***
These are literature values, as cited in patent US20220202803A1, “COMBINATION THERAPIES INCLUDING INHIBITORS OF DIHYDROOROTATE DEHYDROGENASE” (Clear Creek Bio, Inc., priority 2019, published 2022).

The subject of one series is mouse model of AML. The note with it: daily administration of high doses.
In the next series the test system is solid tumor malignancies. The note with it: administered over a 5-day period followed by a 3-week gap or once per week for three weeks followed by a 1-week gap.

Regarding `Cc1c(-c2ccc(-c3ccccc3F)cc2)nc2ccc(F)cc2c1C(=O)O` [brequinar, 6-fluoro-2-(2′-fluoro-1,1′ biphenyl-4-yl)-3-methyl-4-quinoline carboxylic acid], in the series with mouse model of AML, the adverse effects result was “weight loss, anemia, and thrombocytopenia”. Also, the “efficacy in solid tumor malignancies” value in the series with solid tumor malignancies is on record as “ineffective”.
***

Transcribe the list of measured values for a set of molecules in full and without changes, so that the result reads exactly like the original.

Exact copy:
These are literature values, as cited in patent US20220202803A1, “COMBINATION THERAPIES INCLUDING INHIBITORS OF DIHYDROOROTATE DEHYDROGENASE” (Clear Creek Bio, Inc., priority 2019, published 2022).

The subject of one series is mouse model of AML. The note with it: daily administration of high doses.
In the next series the test system is solid tumor malignancies. The note with it: administered over a 5-day period followed by a 3-week gap or once per week for three weeks followed by a 1-week gap.

Regarding `Cc1c(-c2ccc(-c3ccccc3F)cc2)nc2ccc(F)cc2c1C(=O)O` [brequinar, 6-fluoro-2-(2′-fluoro-1,1′ biphenyl-4-yl)-3-methyl-4-quinoline carboxylic acid], in the series with mouse model of AML, the adverse effects result was “weight loss, anemia, and thrombocytopenia”. Also, the “efficacy in solid tumor malignancies” value in the series with solid tumor malignancies is on record as “ineffective”.